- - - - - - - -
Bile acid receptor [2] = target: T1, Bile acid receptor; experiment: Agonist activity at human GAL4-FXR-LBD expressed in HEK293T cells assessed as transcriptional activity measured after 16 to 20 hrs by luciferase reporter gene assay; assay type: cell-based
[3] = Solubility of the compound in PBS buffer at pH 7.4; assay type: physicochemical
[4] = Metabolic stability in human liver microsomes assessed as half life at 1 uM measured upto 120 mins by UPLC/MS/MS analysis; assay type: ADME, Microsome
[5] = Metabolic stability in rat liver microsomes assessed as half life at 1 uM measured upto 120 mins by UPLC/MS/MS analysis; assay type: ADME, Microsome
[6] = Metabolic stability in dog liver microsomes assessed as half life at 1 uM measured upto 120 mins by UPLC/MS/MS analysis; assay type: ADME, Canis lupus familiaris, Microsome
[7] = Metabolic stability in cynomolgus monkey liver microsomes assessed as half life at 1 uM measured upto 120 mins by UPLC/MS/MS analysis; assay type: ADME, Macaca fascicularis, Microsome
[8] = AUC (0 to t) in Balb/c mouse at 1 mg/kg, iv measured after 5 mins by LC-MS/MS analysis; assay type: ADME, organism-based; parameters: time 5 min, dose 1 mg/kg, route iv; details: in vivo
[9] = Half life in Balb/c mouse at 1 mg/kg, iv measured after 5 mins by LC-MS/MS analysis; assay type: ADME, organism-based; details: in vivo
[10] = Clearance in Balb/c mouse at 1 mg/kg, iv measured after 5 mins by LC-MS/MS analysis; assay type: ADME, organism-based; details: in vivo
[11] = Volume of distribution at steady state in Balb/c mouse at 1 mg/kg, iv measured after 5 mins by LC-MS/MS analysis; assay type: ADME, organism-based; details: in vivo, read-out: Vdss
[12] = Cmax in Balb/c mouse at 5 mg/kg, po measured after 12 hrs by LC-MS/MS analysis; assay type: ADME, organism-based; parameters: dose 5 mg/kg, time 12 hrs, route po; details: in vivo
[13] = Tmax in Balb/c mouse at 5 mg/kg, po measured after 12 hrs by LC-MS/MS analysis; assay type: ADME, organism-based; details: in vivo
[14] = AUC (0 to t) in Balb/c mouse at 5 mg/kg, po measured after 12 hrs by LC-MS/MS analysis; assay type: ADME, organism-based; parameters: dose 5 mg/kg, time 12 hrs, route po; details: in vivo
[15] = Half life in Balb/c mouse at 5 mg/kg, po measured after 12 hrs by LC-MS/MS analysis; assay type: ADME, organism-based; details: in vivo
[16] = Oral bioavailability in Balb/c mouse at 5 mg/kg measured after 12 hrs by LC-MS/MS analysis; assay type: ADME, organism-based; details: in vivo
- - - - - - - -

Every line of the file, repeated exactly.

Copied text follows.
Bile acid receptor [2] = target: T1, Bile acid receptor; experiment: Agonist activity at human GAL4-FXR-LBD expressed in HEK293T cells assessed as transcriptional activity measured after 16 to 20 hrs by luciferase reporter gene assay; assay type: cell-based
[3] = Solubility of the compound in PBS buffer at pH 7.4; assay type: physicochemical
[4] = Metabolic stability in human liver microsomes assessed as half life at 1 uM measured upto 120 mins by UPLC/MS/MS analysis; assay type: ADME, Microsome
[5] = Metabolic stability in rat liver microsomes assessed as half life at 1 uM measured upto 120 mins by UPLC/MS/MS analysis; assay type: ADME, Microsome
[6] = Metabolic stability in dog liver microsomes assessed as half life at 1 uM measured upto 120 mins by UPLC/MS/MS analysis; assay type: ADME, Canis lupus familiaris, Microsome
[7] = Metabolic stability in cynomolgus monkey liver microsomes assessed as half life at 1 uM measured upto 120 mins by UPLC/MS/MS analysis; assay type: ADME, Macaca fascicularis, Microsome
[8] = AUC (0 to t) in Balb/c mouse at 1 mg/kg, iv measured after 5 mins by LC-MS/MS analysis; assay type: ADME, organism-based; parameters: time 5 min, dose 1 mg/kg, route iv; details: in vivo
[9] = Half life in Balb/c mouse at 1 mg/kg, iv measured after 5 mins by LC-MS/MS analysis; assay type: ADME, organism-based; details: in vivo
[10] = Clearance in Balb/c mouse at 1 mg/kg, iv measured after 5 mins by LC-MS/MS analysis; assay type: ADME, organism-based; details: in vivo
[11] = Volume of distribution at steady state in Balb/c mouse at 1 mg/kg, iv measured after 5 mins by LC-MS/MS analysis; assay type: ADME, organism-based; details: in vivo, read-out: Vdss
[12] = Cmax in Balb/c mouse at 5 mg/kg, po measured after 12 hrs by LC-MS/MS analysis; assay type: ADME, organism-based; parameters: dose 5 mg/kg, time 12 hrs, route po; details: in vivo
[13] = Tmax in Balb/c mouse at 5 mg/kg, po measured after 12 hrs by LC-MS/MS analysis; assay type: ADME, organism-based; details: in vivo
[14] = AUC (0 to t) in Balb/c mouse at 5 mg/kg, po measured after 12 hrs by LC-MS/MS analysis; assay type: ADME, organism-based; parameters: dose 5 mg/kg, time 12 hrs, route po; details: in vivo
[15] = Half life in Balb/c mouse at 5 mg/kg, po measured after 12 hrs by LC-MS/MS analysis; assay type: ADME, organism-based; details: in vivo
[16] = Oral bioavailability in Balb/c mouse at 5 mg/kg measured after 12 hrs by LC-MS/MS analysis; assay type: ADME, organism-based; details: in vivo